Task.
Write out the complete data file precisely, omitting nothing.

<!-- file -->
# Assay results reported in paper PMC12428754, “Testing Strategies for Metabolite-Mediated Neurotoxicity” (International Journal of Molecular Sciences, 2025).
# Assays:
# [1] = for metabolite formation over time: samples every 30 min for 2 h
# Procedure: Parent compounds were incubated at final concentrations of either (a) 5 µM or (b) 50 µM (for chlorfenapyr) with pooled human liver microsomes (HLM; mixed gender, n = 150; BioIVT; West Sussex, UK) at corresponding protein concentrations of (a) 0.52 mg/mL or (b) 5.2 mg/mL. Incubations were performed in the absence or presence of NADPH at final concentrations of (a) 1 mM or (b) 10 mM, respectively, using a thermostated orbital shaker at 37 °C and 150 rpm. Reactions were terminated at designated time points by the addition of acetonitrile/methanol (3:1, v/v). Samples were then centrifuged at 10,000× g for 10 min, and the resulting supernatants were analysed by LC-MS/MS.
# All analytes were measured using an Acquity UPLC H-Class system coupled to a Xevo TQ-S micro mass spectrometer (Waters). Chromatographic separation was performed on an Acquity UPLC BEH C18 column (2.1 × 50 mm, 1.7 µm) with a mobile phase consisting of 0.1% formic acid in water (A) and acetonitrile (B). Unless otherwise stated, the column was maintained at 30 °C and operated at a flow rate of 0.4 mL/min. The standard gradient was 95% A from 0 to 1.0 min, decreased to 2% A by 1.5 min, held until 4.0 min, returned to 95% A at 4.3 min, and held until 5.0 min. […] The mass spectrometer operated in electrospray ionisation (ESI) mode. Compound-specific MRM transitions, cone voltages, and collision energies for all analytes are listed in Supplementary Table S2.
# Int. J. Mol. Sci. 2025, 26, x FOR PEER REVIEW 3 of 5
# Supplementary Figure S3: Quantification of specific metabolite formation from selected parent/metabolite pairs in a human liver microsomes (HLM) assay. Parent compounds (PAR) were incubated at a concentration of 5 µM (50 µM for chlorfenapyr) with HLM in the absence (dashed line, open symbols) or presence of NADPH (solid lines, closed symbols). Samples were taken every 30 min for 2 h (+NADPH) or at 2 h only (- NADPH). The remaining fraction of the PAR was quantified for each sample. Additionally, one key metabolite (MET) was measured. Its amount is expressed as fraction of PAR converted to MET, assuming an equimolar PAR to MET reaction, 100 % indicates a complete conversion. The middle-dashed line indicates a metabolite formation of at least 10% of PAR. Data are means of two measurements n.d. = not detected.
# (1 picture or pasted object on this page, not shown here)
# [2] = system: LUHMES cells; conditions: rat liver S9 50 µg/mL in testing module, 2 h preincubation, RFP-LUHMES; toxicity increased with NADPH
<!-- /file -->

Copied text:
# Assay results reported in paper PMC12428754, “Testing Strategies for Metabolite-Mediated Neurotoxicity” (International Journal of Molecular Sciences, 2025).
# Assays:
# [1] = for metabolite formation over time: samples every 30 min for 2 h
# Procedure: Parent compounds were incubated at final concentrations of either (a) 5 µM or (b) 50 µM (for chlorfenapyr) with pooled human liver microsomes (HLM; mixed gender, n = 150; BioIVT; West Sussex, UK) at corresponding protein concentrations of (a) 0.52 mg/mL or (b) 5.2 mg/mL. Incubations were performed in the absence or presence of NADPH at final concentrations of (a) 1 mM or (b) 10 mM, respectively, using a thermostated orbital shaker at 37 °C and 150 rpm. Reactions were terminated at designated time points by the addition of acetonitrile/methanol (3:1, v/v). Samples were then centrifuged at 10,000× g for 10 min, and the resulting supernatants were analysed by LC-MS/MS.
# All analytes were measured using an Acquity UPLC H-Class system coupled to a Xevo TQ-S micro mass spectrometer (Waters). Chromatographic separation was performed on an Acquity UPLC BEH C18 column (2.1 × 50 mm, 1.7 µm) with a mobile phase consisting of 0.1% formic acid in water (A) and acetonitrile (B). Unless otherwise stated, the column was maintained at 30 °C and operated at a flow rate of 0.4 mL/min. The standard gradient was 95% A from 0 to 1.0 min, decreased to 2% A by 1.5 min, held until 4.0 min, returned to 95% A at 4.3 min, and held until 5.0 min. […] The mass spectrometer operated in electrospray ionisation (ESI) mode. Compound-specific MRM transitions, cone voltages, and collision energies for all analytes are listed in Supplementary Table S2.
# Int. J. Mol. Sci. 2025, 26, x FOR PEER REVIEW 3 of 5
# Supplementary Figure S3: Quantification of specific metabolite formation from selected parent/metabolite pairs in a human liver microsomes (HLM) assay. Parent compounds (PAR) were incubated at a concentration of 5 µM (50 µM for chlorfenapyr) with HLM in the absence (dashed line, open symbols) or presence of NADPH (solid lines, closed symbols). Samples were taken every 30 min for 2 h (+NADPH) or at 2 h only (- NADPH). The remaining fraction of the PAR was quantified for each sample. Additionally, one key metabolite (MET) was measured. Its amount is expressed as fraction of PAR converted to MET, assuming an equimolar PAR to MET reaction, 100 % indicates a complete conversion. The middle-dashed line indicates a metabolite formation of at least 10% of PAR. Data are means of two measurements n.d. = not detected.
# (1 picture or pasted object on this page, not shown here)
# [2] = system: LUHMES cells; conditions: rat liver S9 50 µg/mL in testing module, 2 h preincubation, RFP-LUHMES; toxicity increased with NADPH